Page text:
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Jonathan Chait: All Hail Trump the Populist

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Jonathan Chait writes in New York Magazine:

In the brief period that the national political media has not been fixated on him, Donald Trump has undergone an important metastasis. His populist rhetoric has firmed up and identified a different and somewhat more specific band of enemies, including (but not limited to) oil companies, insurance companies, defense contractors, and wealthy “bloodsuckers” in general. The conservative analyst Byron York reports on Trump’s new rhetorical direction in a story headlined “As vote nears, a more radical Trump emerges,” and the report is highly perceptive, except for one crucial detail: The new version of Trump is less radical, not more.

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One of the important underlying facts of American politics is that rich people tend to have more socially liberal and economically conservative beliefs than the country as a whole. The elite criticism of the structure of party politics usually boils down to demanding that the parties reflect elite beliefs even more closely than they already do. Hence the endless demands for a socially liberal third party that will reduce spending on retirement programs, or the fantasy that America is entering a “libertarian moment.” The truth is just the opposite: The underserved political market is voters who want less libertarianism. They oppose free trade, want to keep every penny of promised Social Security and Medicare, distrust big business, think immigrants hurt the country, and generally distrust the rest of the world.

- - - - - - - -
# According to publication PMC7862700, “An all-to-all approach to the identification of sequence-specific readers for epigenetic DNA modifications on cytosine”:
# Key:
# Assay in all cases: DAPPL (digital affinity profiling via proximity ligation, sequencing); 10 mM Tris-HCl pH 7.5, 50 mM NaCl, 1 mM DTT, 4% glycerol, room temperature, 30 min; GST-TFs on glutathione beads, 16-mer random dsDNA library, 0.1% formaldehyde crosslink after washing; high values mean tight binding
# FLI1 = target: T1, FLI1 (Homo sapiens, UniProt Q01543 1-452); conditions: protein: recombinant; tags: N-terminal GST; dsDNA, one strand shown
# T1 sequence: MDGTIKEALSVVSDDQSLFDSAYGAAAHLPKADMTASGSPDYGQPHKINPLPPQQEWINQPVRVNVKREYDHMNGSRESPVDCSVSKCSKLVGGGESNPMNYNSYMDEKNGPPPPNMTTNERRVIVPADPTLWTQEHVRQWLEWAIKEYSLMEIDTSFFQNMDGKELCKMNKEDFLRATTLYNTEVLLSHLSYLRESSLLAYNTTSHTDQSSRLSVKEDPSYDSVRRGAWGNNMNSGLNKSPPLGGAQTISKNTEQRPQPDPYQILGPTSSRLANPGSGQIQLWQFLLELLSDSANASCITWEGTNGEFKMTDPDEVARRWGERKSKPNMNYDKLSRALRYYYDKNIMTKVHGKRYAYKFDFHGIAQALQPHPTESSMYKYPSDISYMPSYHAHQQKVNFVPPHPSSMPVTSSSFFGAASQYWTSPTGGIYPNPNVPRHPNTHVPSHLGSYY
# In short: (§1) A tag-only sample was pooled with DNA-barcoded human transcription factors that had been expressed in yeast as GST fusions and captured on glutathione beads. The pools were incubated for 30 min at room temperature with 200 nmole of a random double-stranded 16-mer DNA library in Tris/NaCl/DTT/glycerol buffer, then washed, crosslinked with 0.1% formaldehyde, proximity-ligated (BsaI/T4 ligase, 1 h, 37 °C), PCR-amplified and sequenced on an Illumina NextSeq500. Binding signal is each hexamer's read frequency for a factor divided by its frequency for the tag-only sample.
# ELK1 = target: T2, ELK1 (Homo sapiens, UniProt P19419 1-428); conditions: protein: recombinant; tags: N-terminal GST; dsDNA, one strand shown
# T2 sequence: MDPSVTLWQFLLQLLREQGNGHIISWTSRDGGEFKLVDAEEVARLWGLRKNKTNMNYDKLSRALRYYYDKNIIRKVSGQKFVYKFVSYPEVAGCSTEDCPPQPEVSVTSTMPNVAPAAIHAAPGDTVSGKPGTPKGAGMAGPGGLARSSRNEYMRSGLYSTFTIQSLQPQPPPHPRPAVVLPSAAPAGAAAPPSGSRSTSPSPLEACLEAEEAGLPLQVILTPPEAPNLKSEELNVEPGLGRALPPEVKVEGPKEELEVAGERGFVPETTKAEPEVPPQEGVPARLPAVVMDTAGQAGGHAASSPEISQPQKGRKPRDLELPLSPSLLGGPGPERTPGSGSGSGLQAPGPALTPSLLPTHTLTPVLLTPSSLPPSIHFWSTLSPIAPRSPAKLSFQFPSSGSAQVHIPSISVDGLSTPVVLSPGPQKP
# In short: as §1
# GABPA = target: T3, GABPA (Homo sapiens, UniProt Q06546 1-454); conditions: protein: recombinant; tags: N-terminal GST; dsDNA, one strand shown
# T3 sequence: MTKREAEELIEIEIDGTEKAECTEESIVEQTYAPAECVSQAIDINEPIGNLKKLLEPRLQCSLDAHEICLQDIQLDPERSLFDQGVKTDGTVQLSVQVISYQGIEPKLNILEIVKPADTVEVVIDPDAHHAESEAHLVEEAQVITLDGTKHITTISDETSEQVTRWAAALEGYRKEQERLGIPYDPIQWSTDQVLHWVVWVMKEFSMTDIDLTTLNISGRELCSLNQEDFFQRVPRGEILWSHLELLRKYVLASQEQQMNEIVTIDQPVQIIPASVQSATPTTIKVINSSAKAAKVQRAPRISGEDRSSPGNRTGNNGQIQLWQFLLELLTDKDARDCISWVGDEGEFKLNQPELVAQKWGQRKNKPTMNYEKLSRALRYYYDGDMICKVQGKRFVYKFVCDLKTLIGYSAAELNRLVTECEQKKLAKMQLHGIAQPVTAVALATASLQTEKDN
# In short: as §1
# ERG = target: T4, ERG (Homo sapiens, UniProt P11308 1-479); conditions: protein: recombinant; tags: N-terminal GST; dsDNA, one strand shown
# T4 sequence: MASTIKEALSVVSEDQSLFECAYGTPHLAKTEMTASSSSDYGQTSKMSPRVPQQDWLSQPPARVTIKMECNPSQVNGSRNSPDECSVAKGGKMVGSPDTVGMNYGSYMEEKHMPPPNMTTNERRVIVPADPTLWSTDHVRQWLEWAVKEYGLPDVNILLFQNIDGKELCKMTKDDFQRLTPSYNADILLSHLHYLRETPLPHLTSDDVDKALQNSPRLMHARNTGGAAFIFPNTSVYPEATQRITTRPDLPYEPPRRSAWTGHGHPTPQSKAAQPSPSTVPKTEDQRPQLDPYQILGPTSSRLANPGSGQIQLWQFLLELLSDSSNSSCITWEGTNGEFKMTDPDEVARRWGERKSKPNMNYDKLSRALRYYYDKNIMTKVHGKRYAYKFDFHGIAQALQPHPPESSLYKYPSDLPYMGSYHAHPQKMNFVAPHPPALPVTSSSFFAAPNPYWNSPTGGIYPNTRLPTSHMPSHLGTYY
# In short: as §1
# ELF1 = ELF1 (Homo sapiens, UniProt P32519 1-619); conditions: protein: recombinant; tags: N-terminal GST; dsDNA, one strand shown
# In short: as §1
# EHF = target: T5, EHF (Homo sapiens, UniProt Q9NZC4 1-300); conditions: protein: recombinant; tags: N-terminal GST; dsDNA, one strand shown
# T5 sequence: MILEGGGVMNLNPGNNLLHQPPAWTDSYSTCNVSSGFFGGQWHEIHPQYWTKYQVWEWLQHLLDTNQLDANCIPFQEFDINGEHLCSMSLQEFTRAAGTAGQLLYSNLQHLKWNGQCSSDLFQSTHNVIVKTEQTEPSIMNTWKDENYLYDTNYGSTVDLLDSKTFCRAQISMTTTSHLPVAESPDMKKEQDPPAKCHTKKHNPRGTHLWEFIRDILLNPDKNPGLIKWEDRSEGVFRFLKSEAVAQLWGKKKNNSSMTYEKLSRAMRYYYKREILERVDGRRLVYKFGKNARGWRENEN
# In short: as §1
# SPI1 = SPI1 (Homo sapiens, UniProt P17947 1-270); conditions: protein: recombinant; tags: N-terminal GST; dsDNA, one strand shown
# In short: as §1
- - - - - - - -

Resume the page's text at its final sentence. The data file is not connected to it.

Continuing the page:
Trump’s campaign initially emphasized his nativist position on immigration, which caused him to be identified with the Republican right. But Trump has repositioned himself increasingly as the candidate of the populist, disaffected center. Even though Trump has proposed a huge tax cut for the rich, he draws support from Republican voters who are most heavily in favor of raising taxes on the rich. (They have no other candidates to choose from within their party.)

Trump’s populism has slowly intensified. “I don’t get along that well with the rich. I don’t even like the rich people very much,” he recently said. “It’s like a weird deal.”

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